FOREX-Dollar slips to 15-yr low, high-yielders up
(Changes byline, updates prices, adds quotes)
By Gertrude Chavez-Dreyfuss
LONDON, Sept 19 (Reuters) - The dollar dropped to a fresh 15-year low against a basket of currencies, while high-yielders such as the New Zealand dollar rallied on Wednesday, as risk appetite returned after a half percentage point cut in U.S. interest rates.
The Federal Reserve slashed the fed funds rate to 4.75 percent from 5.25 percent to help boost a slowing U.S. economy and relieve strains in money markets. The move has diminished the allure of dollar-denominated assets, sparking broad selling in the greenback.
However the dollar has since recovered from its lows overnight mostly on short-covering, traders said but analysts said sentiment has turned decidedly negative in the near to medium-term.
"Risk appetite is back up and high-yielders are back up as well after the Fed cut rates," said Antje Praefcke, currency strategist at Commerzbank in Frankfurt. "Overall, the clear sentiment is for a lower dollar in general."
Sterling was also under pressure, hitting a 17-month low against the euro for a third consecutive session, as traders interpreted the minutes of this month's Bank of England meeting as signalling possible interest rate cut in the future.
The dollar pushed its trade-weighted index (.DXY: Quote, Profile, Research) to 79.091, its lowest since 1992, but recovered to 79.312 by 1006 GMT, up 0.13 percent on the day.
The greenback held near its weakest level against the euro hit on Tuesday -- which rose to within a whisker of $1.40.
The dollar slipped to 115.84 yen <JPY=>. The euro dipped to 161.65 yen <EURJPY=R> after pushing up to a five-week high of 162.56 yen on Tuesday.
U.S. housing and inflation data could also provide a clearer picture on prospects for interest rates.
Analysts said there are barrier options at the $1.40 level, which has capped the euro's upside against the dollar. "I would expect traders to make a go for that $1.40 level if we get weak housing numbers out of the U.S. later," Praefcke said.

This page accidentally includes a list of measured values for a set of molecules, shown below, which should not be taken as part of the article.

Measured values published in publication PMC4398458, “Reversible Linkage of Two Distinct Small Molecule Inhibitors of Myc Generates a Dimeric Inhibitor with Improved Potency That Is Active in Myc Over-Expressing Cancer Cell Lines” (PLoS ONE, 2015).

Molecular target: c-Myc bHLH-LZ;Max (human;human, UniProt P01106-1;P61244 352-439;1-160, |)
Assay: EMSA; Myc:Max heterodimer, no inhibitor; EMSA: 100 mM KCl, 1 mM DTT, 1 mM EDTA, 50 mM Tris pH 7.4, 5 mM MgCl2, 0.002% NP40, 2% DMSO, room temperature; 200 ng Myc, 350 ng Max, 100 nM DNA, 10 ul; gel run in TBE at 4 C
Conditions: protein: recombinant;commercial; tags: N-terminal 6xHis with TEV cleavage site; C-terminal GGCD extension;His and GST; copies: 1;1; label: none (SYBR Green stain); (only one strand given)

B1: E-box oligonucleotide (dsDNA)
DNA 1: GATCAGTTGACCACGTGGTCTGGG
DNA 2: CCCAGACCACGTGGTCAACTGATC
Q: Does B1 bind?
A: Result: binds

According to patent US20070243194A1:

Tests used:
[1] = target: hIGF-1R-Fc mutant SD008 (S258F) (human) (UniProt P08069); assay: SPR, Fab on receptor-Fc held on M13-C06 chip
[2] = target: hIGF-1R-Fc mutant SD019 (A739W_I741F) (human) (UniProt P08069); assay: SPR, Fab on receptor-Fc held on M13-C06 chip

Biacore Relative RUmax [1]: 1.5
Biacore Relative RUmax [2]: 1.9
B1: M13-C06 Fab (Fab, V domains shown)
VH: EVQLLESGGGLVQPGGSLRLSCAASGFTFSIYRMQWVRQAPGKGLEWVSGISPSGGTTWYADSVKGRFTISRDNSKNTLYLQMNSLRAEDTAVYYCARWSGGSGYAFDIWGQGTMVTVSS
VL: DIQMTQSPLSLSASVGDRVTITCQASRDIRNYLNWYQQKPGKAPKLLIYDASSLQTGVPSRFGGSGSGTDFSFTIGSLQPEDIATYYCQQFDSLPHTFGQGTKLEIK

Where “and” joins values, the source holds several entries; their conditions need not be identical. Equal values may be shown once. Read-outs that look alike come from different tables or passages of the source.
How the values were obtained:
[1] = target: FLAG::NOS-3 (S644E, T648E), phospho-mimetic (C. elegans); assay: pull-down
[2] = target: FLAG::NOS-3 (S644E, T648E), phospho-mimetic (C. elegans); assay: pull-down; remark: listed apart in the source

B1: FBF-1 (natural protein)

"I think (the Fed's) the move will help other central banks get back on to a hiking path as this boost for the U.S. economy should help the rest of the world maintain strong growth," said Laura Ambroseno, currency strategist at Morgan Stanley.
The euro fell 0.2 percent to $1.3954 <EUR=>, below a record high of $1.3989 the previous session.
U.S. housing and inflation data could also provide a clearer picture on prospects for U.S. interest rates. Hours after the Fed's announcement, the Bank of Japan held its overnight rate at 0.5 percent, a widely expected move that prompted limited market reaction. The BoJ said it will determine the impact of troubles in the United States before considering a rate rise.
The dollar slipped to 115.90 yen <JPY=>. The euro dipped to 161.85 yen <EURJPY=R> after pushing up to a five-week high of 162.56 yen on Tuesday.
The New Zealand dollar, whose steep interest rates make it a bellwether of risky carry trades, hit its highest level in more than a month against the dollar, extending gains after posting its biggest one-day rise in nine years following the Fed's move.
The New Zealand dollar climbed 0.9 percent to US$$0.7319 (NZD: Quote, Profile, Research). Sterling fell 0.5 percent against the dollar to $2.0015 <GBP=>, while the euro rose to a 17-month peak of 69.76 pence <EURGBP=>, in the wake of the BoE minutes.
Minutes of the Sept. 5-6 meeting published on Wednesday showed MPC members agreed that the upside risks to inflation had receded somewhat as a result of turmoil on financial markets and developments in the real economy.
Analysts said that risk aversion has dipped slightly on Wednesday, investors would likely stay cautious on worries about more bad news tied to the U.S. subprime mortgage crisis and resulting credit market troubles, highlighted by the problems of British mortgage lender Northern Rock (NRK.L: Quote, Profile, Research).
(Additional reporting by Simon Falush)